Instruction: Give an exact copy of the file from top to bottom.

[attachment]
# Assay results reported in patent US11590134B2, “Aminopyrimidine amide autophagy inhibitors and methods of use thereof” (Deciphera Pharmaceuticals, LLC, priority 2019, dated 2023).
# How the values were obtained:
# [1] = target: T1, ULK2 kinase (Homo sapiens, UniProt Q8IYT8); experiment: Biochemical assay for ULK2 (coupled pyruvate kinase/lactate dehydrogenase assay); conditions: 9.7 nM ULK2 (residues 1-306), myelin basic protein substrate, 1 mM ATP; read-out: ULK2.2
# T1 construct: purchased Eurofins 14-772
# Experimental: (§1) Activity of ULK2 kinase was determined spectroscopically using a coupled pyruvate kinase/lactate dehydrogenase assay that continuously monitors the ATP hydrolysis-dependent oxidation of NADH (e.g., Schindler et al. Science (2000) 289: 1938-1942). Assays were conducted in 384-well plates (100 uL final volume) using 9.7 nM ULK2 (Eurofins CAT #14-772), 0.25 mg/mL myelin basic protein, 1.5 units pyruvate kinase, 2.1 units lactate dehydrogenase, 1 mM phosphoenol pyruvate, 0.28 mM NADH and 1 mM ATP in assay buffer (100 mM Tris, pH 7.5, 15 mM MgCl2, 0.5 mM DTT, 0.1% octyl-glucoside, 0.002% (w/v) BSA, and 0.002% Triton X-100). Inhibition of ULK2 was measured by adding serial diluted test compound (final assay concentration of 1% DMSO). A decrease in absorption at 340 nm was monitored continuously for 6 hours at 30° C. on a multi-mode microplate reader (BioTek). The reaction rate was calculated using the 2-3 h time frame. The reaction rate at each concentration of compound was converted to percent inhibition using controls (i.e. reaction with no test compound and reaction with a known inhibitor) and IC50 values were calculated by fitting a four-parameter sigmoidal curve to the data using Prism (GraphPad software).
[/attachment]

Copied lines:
# Assay results reported in patent US11590134B2, “Aminopyrimidine amide autophagy inhibitors and methods of use thereof” (Deciphera Pharmaceuticals, LLC, priority 2019, dated 2023).
# How the values were obtained:
# [1] = target: T1, ULK2 kinase (Homo sapiens, UniProt Q8IYT8); experiment: Biochemical assay for ULK2 (coupled pyruvate kinase/lactate dehydrogenase assay); conditions: 9.7 nM ULK2 (residues 1-306), myelin basic protein substrate, 1 mM ATP; read-out: ULK2.2
# T1 construct: purchased Eurofins 14-772
# Experimental: (§1) Activity of ULK2 kinase was determined spectroscopically using a coupled pyruvate kinase/lactate dehydrogenase assay that continuously monitors the ATP hydrolysis-dependent oxidation of NADH (e.g., Schindler et al. Science (2000) 289: 1938-1942). Assays were conducted in 384-well plates (100 uL final volume) using 9.7 nM ULK2 (Eurofins CAT #14-772), 0.25 mg/mL myelin basic protein, 1.5 units pyruvate kinase, 2.1 units lactate dehydrogenase, 1 mM phosphoenol pyruvate, 0.28 mM NADH and 1 mM ATP in assay buffer (100 mM Tris, pH 7.5, 15 mM MgCl2, 0.5 mM DTT, 0.1% octyl-glucoside, 0.002% (w/v) BSA, and 0.002% Triton X-100). Inhibition of ULK2 was measured by adding serial diluted test compound (final assay concentration of 1% DMSO). A decrease in absorption at 340 nm was monitored continuously for 6 hours at 30° C. on a multi-mode microplate reader (BioTek). The reaction rate was calculated using the 2-3 h time frame. The reaction rate at each concentration of compound was converted to percent inhibition using controls (i.e. reaction with no test compound and reaction with a known inhibitor) and IC50 values were calculated by fitting a four-parameter sigmoidal curve to the data using Prism (GraphPad software).